I know I’m far from the only one who hears the name Sharon Stone and immediately thinks of her iconic but controversial scene in Basic Instinct(1992). Truth is, Sharon has never been able to move past what became known as the controversial leg-uncrossing scene in which she plays Catherine Tramell, a murder suspect who shows a room full of male officers who’s really the boss.
That was the film that launched Sharon’s status as a sex symbol and helped her rise to international recognition. But what about her real life? Or her real-life love life?
The broad strokes of Sharon’s on-record love life are as follows: she met and married TV producer Michael Greenburg in 1984. They divorced in 1990. In the years that followed, she became engaged to a couple of other men but the engagements were ultimately short-lived.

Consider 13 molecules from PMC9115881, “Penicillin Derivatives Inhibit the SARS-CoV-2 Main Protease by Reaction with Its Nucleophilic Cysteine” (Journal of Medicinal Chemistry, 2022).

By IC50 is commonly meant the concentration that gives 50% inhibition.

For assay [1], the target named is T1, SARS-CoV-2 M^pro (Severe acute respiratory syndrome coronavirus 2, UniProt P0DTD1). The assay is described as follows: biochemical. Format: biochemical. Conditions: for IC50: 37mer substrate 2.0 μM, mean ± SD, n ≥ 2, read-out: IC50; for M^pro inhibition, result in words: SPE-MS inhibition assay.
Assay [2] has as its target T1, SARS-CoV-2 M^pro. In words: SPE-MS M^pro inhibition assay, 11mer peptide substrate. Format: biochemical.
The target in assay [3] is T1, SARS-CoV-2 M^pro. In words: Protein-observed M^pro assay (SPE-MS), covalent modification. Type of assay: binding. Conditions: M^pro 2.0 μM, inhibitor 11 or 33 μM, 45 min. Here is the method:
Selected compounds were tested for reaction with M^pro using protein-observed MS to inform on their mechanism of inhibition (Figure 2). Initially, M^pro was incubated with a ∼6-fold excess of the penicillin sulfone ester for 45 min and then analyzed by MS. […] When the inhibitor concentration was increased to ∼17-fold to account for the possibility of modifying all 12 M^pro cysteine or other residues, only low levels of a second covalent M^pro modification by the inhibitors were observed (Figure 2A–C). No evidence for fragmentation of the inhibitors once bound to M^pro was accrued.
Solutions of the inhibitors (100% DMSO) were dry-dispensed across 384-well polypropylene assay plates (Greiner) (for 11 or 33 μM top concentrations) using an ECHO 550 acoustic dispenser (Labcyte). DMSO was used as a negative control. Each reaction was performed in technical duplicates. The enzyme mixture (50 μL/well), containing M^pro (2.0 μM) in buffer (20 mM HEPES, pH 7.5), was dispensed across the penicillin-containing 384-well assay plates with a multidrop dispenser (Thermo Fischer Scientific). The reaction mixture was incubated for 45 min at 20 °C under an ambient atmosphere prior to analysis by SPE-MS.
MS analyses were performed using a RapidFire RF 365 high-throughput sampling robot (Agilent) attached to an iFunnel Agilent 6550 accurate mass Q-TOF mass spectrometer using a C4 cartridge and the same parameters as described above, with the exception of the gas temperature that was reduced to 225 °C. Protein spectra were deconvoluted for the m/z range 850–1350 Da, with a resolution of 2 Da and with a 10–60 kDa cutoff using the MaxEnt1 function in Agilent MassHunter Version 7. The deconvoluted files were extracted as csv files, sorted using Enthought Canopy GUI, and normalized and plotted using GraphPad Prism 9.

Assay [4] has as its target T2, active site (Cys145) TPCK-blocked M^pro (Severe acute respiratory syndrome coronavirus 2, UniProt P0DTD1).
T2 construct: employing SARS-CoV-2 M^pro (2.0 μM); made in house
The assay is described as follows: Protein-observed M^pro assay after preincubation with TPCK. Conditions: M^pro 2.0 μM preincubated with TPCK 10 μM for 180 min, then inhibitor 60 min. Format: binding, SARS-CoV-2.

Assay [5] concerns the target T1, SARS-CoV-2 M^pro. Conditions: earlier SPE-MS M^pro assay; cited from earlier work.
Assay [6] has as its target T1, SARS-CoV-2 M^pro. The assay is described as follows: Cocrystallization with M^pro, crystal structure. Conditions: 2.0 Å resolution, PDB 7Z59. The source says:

Then, in 1998, she married Phil Bronstein, executive editor of two major San Francisco newspapers. They divorced in 2004. She currently lives with her three adopted sons—all of them now teenagers. Today, Stone is a single, sixty-something mom back on the dating scene.
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Sharon Stone: actually online dating at 62
Perhaps the most miraculous thing about Sharon today is not the fact that she’s been trying online dating—much like the rest of us commoners—but that being a famous star and an immortalized sex symbol doesn’t win her any special privileges in the dating world.